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Non-Variceal Upper GI Bleeding
The term "non-variceal upper gastrointestinal bleeding" (UVIB) refers to bleeding close to the ligament of Treitz that is not caused by oesophageal, gastric, or duodenal varices. It might be a life-threatening incident, especially in elderly people with comorbidities. Non-variceal UGIB is mostly brought on by peptic ulcer bleeding. The primary risk factors for UGIB include the use of non-steroidal anti-inflammatory medicines, low-dose aspirin usage, and Helicobacter pylori infections. The therapeutic management of NVUGIB is challenging due to the requirement to balance the risk of gastrointestinal bleeding episodes and adverse cardiovascular events in an older population treated with antiplatelet and/or anticoagulant medicines.
About the Speaker
Dr Sushovan Guha
Professor Of Medicine, McGovern Medical School Division Of Gastroenterology, Hepatology And Nutrition; Depart Of Internal Medicine Co-Director, Center For Interventional Gastroenterology At UTHealth (IGUT)
Case Discussion on Neonatal Jaundice
Neonatal jaundice, characterized by yellowing of a newborn's skin and eyes, is a common occurrence in the first days of life. It occurs due to the accumulation of bilirubin, a yellow pigment produced from the breakdown of red blood cells. In most cases, neonatal jaundice is physiological, resulting from the immature liver's inability to process bilirubin efficiently. Physiological jaundice typically appears within the first two to three days after birth and usually resolves within a week. Insufficient breast milk intake can lead to breastfeeding jaundice, where bilirubin levels rise due to fewer bowel movements and less bilirubin elimination. This occurs later, usually after the first week, and is associated with certain components in breast milk that interfere with bilirubin metabolism. Sometimes, elevated bilirubin levels can indicate an underlying issue, such as blood type incompatibility, genetic disorders, or infections.
Intensive Care Management of Acute Liver Failure
Acute liver failure is a rare but serious medical condition characterized by the rapid loss of liver function within a short period, typically days to weeks. It can be caused by various factors such as viral infections (like hepatitis), drug toxicity (such as acetaminophen overdose), autoimmune disorders, and metabolic diseases. Symptoms may include jaundice (yellowing of the skin and eyes), confusion, bleeding, and abdominal swelling. Immediate medical attention is crucial, often requiring hospitalization and intensive care. Treatment involves addressing the underlying cause, managing complications, and, in severe cases, evaluating the need for a liver transplant. Early intervention and close medical monitoring are vital for improving outcomes in acute liver failure.
Case Discussion on Management of GERD
Gastroesophageal reflux disease (GERD) is a chronic condition characterized by the backward flow of stomach acid and digestive juices into the esophagus. Lifestyle modifications play a crucial role in managing GERD, such as avoiding trigger foods, maintaining a healthy weight, and elevating the head of the bed during sleep. Dietary changes, such as reducing acidic and fatty foods, can alleviate GERD symptoms and prevent exacerbation. Over-the-counter antacids provide short-term relief by neutralizing stomach acid, but they are not a long-term solution for managing GERD. Proton pump inhibitors (PPIs) are commonly prescribed medications that reduce stomach acid production and promote healing of the esophagus. H2 receptor antagonists are another class of medications that block histamine production and decrease acid production in the stomach. Regular exercise can aid in managing GERD by promoting weight loss and improving overall digestive health. Avoiding smoking and excessive alcohol consumption is crucial, as both can worsen GERD symptoms and interfere with treatment.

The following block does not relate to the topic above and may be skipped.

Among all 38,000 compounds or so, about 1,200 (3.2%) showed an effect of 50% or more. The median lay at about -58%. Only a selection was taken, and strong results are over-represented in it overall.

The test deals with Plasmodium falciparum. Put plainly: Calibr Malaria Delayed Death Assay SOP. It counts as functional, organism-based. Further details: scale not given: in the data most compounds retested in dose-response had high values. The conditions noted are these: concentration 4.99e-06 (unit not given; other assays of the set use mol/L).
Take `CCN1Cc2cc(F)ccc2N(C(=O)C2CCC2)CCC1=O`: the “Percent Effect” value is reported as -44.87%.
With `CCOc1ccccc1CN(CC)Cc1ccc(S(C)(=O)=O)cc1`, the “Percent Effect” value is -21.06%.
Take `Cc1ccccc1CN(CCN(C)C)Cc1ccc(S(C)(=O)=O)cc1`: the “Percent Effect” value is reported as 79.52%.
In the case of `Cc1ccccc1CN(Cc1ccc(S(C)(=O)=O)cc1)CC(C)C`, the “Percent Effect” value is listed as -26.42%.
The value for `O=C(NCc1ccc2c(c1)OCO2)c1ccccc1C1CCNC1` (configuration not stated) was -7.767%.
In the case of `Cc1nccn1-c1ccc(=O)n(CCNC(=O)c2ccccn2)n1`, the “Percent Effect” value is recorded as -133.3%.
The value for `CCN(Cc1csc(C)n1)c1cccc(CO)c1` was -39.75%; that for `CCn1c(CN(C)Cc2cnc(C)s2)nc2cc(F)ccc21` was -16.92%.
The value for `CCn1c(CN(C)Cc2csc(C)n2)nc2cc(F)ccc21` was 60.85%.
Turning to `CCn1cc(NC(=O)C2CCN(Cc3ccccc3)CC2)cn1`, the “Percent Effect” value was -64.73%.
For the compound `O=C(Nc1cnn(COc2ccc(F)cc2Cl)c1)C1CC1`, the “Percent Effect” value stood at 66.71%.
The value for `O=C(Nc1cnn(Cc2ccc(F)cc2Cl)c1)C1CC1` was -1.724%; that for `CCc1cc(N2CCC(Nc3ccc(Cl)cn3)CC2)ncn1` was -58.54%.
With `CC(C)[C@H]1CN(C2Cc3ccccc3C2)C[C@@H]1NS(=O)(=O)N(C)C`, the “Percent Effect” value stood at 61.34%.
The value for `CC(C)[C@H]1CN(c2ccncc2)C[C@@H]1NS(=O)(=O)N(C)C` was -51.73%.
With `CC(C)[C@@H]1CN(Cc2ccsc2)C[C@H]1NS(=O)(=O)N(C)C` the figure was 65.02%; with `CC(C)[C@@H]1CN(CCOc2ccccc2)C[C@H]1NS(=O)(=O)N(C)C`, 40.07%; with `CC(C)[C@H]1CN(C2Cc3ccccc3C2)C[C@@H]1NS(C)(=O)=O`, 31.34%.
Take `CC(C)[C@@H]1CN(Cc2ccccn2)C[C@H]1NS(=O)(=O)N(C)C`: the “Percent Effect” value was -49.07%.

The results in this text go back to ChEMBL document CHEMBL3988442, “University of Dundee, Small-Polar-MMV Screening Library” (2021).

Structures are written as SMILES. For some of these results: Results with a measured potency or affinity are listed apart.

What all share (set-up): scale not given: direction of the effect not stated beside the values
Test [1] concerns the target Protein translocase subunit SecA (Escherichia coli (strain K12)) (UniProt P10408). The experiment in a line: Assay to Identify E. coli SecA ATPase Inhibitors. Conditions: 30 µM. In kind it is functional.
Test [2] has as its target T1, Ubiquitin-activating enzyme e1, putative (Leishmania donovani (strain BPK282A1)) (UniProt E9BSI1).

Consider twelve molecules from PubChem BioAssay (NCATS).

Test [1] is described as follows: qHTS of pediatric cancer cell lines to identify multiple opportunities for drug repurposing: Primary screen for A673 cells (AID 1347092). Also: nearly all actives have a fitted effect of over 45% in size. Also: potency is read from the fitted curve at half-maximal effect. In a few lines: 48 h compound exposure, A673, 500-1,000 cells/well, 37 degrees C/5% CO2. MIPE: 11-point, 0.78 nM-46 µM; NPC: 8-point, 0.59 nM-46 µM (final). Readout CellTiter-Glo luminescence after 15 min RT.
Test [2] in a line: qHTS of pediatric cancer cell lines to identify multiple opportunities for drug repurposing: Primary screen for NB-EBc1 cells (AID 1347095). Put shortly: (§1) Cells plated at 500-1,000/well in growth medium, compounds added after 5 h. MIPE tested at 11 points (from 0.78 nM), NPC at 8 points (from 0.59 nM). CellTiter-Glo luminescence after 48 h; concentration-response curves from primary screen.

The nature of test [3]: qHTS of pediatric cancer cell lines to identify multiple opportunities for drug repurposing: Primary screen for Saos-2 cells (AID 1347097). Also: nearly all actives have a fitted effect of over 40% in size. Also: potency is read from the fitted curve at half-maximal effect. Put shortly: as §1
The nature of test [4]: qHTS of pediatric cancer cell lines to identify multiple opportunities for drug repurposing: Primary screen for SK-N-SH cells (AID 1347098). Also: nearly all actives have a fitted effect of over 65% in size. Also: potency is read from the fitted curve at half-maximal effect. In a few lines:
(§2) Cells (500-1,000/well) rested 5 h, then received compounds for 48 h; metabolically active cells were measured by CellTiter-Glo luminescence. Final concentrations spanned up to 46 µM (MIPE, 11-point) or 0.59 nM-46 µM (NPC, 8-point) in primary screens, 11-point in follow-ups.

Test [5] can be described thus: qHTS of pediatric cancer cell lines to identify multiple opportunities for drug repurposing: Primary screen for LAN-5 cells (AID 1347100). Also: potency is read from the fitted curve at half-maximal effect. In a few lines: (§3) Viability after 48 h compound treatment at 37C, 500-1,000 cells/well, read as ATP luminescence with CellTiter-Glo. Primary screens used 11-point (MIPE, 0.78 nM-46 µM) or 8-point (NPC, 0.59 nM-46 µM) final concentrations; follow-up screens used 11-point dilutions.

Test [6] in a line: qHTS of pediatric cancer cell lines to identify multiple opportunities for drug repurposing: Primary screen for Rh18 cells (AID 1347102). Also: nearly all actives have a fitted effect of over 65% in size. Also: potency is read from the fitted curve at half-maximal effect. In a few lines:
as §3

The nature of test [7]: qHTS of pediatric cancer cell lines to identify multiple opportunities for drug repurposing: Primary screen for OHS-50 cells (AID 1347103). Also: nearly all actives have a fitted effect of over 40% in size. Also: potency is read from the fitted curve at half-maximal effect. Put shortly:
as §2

Understanding and managing Irritable Bowel Syndrome
Irritable Bowel Syndrome (IBS) is a common digestive disorder. It affects the large intestine and causes abdominal pain and changes in bowel habits. Symptoms of IBS include bloating, gas, diarrhea, and constipation. It is a chronic condition that requires long-term management. The exact cause of IBS is unknown, but factors like diet, stress, and genetics may play a role. A healthy diet is crucial for managing IBS symptoms. High-fiber foods like fruits, vegetables, and whole grains can help regulate bowel movements. Certain foods may trigger IBS symptoms, such as spicy foods, caffeine, and fatty foods. Keeping a food diary can help identify trigger foods. Drinking plenty of water and staying hydrated is important for managing IBS. Regular exercise can help relieve IBS symptoms by reducing stress and promoting healthy digestion. Stress management techniques like deep breathing, meditation, and yoga can be beneficial for IBS. FODMAPs are certain types of carbohydrates that can trigger IBS symptoms. The low FODMAP diet involves avoiding high FODMAP foods and gradually reintroducing them to identify triggers.